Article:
“ Interestingly, the work that tried to please the least was the most compelling. Hayes Biggs’ piece Ave Formosissima harkens back to the dance-mad, melismatic and slightly raucous music of the Middle Ages. But the score, with its zig-zagging lines and pungent dissonances, is genuinely contemporary.”—New York Times
“ A Consuming Fire, a short, zesty trio by Hayes Biggs, led off the evening. The piece is framed by some engagingly angular rhythmic writing, with a lyrical nougat at the center.”—San Francisco Chronicle
“ [The] most convincing and coherent performance [was] Hayes Biggs’ homage to his composer/pianist colleague Eric Moe, E.M. am Flügel, a short piece with romantic gestures and echoes of Berg and Stravinsky.”—Aufbau
“ The Mass for All Saints would be an exciting challenge for those choirs skilled in precise intonation and rhythmic agility. Biggs writes with knowledge of and respect for the expressive capabilities of the human voice.”—Choral Journal
“ Hayes Biggs’s wedding motet Tota Pulchra Es, here being sung for the first time, impressed by its quiet solemnity and neat working of its expressive opening motif: not empty fanfares but a reminder of the seriousness and privacy of love.”—New York Times
“ Mass for All Saints by composer Hayes Biggs releases shadows transformed into tendrils of light by the arabesque of the vocal line. Contrapuntal procedures are used to their utmost expressive effect. [It] is a work of a melodist of talent in the manner of Puccini, or better yet, Respighi.”—La Liberté
“ The Biggs song, Northeast Reservation Lines, is a real party piece... the sneakiness of the changes, the liveliness of the music and the verve of the performance worked handily... a potential recital hit in the vein of Bernstein’s I Hate Music cycle.”—The Village Voice
“ All the works tried a return to tonality typical of the decade; the most successful made the return oblique and ambiguous. Hayes Biggs’ O Sacrum Convivium took off from the motet of Tallis, yet it handsomely reconfigured early modes in a modernistic scheme of free tonality.”—New York Times
“ Hayes Biggs’ To Becalme His Fever... is a vivid evocation of anxiety, fits and repose. The language embraces pointillistic colors, romantic lines and prickly episodes when the demons hover. Biggs claims a forceful and subtle dramatic hand, along with a keen command of instrumental resources.”—The Plain Dealer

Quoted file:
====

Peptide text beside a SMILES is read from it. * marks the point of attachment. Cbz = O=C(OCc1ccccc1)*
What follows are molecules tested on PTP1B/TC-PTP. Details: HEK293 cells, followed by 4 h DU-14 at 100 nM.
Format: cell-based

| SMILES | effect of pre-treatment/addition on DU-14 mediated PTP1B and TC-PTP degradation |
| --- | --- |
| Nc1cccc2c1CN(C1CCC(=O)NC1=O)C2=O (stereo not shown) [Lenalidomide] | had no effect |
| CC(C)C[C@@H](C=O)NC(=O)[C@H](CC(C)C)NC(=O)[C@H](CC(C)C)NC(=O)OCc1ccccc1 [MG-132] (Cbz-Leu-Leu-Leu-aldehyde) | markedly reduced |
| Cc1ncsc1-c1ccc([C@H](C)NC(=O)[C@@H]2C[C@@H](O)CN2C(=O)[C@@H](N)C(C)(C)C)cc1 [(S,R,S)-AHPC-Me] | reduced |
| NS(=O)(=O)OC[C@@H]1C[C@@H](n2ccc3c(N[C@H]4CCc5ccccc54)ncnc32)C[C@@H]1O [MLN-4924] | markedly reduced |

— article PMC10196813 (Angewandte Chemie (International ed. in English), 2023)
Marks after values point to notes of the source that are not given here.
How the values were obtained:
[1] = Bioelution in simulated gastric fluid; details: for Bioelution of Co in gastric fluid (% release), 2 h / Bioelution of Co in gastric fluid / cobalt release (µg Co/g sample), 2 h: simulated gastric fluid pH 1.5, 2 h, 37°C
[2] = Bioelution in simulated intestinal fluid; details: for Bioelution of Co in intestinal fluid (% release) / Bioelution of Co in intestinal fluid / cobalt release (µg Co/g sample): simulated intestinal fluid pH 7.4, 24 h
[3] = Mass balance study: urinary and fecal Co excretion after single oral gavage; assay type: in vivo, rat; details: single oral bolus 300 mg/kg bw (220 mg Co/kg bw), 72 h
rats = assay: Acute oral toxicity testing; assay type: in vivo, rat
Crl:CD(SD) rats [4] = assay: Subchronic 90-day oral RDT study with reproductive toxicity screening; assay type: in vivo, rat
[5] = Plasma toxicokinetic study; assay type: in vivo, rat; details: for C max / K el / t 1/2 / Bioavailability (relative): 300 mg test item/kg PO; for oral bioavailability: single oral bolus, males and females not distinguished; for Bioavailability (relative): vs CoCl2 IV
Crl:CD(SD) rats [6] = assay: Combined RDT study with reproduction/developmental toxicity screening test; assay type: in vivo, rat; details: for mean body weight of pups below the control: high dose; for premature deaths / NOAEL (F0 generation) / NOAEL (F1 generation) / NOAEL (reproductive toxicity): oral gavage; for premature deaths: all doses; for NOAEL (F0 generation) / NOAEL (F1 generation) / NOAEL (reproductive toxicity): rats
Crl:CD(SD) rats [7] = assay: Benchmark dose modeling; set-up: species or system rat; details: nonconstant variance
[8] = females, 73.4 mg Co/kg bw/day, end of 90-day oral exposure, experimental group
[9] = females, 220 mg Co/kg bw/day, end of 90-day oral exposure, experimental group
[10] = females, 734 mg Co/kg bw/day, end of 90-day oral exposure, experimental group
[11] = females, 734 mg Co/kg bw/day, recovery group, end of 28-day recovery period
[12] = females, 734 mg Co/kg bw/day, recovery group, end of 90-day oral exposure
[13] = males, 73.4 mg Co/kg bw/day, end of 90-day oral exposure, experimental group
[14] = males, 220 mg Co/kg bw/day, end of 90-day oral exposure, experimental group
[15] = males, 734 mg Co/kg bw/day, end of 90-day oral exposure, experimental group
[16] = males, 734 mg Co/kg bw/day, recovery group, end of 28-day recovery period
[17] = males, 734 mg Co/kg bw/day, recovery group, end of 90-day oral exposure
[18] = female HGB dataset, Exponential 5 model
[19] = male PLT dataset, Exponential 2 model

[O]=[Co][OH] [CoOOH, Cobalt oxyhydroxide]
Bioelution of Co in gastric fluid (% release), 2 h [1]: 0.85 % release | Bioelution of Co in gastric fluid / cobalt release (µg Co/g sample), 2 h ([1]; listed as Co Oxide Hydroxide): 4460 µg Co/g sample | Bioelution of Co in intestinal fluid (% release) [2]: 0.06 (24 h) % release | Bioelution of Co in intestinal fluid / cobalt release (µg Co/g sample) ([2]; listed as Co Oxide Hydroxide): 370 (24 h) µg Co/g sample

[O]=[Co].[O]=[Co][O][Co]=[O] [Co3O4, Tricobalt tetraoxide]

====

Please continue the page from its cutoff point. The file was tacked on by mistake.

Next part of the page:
Happy New Year to all from Bronxville! As I write this, another Christmas season has come and gone, and I have this week returned to my teaching duties at Manhattan School of Music. Some of you may recall reading last year about my tradition of composing musical Christmas greetings. You may also remember that they tend to be late. Very late.
I had hoped to have this musical missive completed within what would at one time have been referred to as “the Octave of Epiphany.” In liturgyspeak, an octave refers to the first eight days of a solemn feast, while in music the term octave refers to the distance in a diatonic scale (such as major or minor) between, say, middle C and the next note above (or below) it that we also refer to as C. The “eightness” implied by the word octave has to do with the fact that there are eight notes in a diatonic scale, if you include the repetition of the first note of the scale at the end. (Sticking with C major for the moment, think of the eight white keys on the piano keyboard from C to C of which that scale is comprised). In the liturgical calendar, the Octave of Christmas extends from December 25-January 1. In a manner roughly analogous to that in which the first and last notes of the musical octave have the same letter name (e.g., C, or D, or B-flat), the first and last days of the liturgical octave fall on the same day of the week. From my smattering of reading on the subject, I have been able to garner that, in 1955, Epiphany, as observed in the Roman Catholic Church, was by papal decree rendered octaveless, and that, as of 1969, Christmas and Easter are the only remaining major feasts to continue the tradition of octaves. Even if there still were official recognition within the Church of the Octave of Epiphany, however, any possibility of my finishing the piece within that time frame was likely doomed from the start, particularly given what I set out to do.